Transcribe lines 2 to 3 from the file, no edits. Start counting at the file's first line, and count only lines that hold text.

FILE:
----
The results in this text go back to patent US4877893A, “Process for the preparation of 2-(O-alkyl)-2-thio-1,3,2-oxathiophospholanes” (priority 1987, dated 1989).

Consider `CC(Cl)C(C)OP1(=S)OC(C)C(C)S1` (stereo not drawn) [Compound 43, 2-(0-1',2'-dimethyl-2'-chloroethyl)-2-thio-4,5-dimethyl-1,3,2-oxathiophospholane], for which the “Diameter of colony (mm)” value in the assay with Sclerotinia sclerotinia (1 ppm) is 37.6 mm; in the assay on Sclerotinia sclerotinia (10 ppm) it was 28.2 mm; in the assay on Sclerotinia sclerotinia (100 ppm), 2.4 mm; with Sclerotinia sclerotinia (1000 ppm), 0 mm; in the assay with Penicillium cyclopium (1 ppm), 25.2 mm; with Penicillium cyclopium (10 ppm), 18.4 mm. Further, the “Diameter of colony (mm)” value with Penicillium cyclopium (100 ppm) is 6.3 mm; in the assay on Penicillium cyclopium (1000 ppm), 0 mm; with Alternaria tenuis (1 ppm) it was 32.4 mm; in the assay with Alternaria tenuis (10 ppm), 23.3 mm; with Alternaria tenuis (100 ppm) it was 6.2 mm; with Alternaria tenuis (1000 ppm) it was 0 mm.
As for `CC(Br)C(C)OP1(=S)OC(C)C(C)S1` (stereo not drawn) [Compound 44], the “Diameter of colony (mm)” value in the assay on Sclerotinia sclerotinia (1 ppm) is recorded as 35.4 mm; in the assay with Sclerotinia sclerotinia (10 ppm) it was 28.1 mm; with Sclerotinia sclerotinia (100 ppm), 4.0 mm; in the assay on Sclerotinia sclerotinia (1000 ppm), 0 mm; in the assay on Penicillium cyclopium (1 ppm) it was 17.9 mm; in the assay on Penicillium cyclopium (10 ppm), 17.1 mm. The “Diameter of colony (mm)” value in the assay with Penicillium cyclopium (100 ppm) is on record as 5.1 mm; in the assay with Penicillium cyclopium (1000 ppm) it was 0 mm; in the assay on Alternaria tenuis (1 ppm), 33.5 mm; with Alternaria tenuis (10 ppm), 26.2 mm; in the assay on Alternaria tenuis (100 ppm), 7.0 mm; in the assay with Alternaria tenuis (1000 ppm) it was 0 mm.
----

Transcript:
Consider `CC(Cl)C(C)OP1(=S)OC(C)C(C)S1` (stereo not drawn) [Compound 43, 2-(0-1',2'-dimethyl-2'-chloroethyl)-2-thio-4,5-dimethyl-1,3,2-oxathiophospholane], for which the “Diameter of colony (mm)” value in the assay with Sclerotinia sclerotinia (1 ppm) is 37.6 mm; in the assay on Sclerotinia sclerotinia (10 ppm) it was 28.2 mm; in the assay on Sclerotinia sclerotinia (100 ppm), 2.4 mm; with Sclerotinia sclerotinia (1000 ppm), 0 mm; in the assay with Penicillium cyclopium (1 ppm), 25.2 mm; with Penicillium cyclopium (10 ppm), 18.4 mm. Further, the “Diameter of colony (mm)” value with Penicillium cyclopium (100 ppm) is 6.3 mm; in the assay on Penicillium cyclopium (1000 ppm), 0 mm; with Alternaria tenuis (1 ppm) it was 32.4 mm; in the assay with Alternaria tenuis (10 ppm), 23.3 mm; with Alternaria tenuis (100 ppm) it was 6.2 mm; with Alternaria tenuis (1000 ppm) it was 0 mm.
As for `CC(Br)C(C)OP1(=S)OC(C)C(C)S1` (stereo not drawn) [Compound 44], the “Diameter of colony (mm)” value in the assay on Sclerotinia sclerotinia (1 ppm) is recorded as 35.4 mm; in the assay with Sclerotinia sclerotinia (10 ppm) it was 28.1 mm; with Sclerotinia sclerotinia (100 ppm), 4.0 mm; in the assay on Sclerotinia sclerotinia (1000 ppm), 0 mm; in the assay on Penicillium cyclopium (1 ppm) it was 17.9 mm; in the assay on Penicillium cyclopium (10 ppm), 17.1 mm. The “Diameter of colony (mm)” value in the assay with Penicillium cyclopium (100 ppm) is on record as 5.1 mm; in the assay with Penicillium cyclopium (1000 ppm) it was 0 mm; in the assay on Alternaria tenuis (1 ppm), 33.5 mm; with Alternaria tenuis (10 ppm), 26.2 mm; in the assay on Alternaria tenuis (100 ppm), 7.0 mm; in the assay with Alternaria tenuis (1000 ppm) it was 0 mm.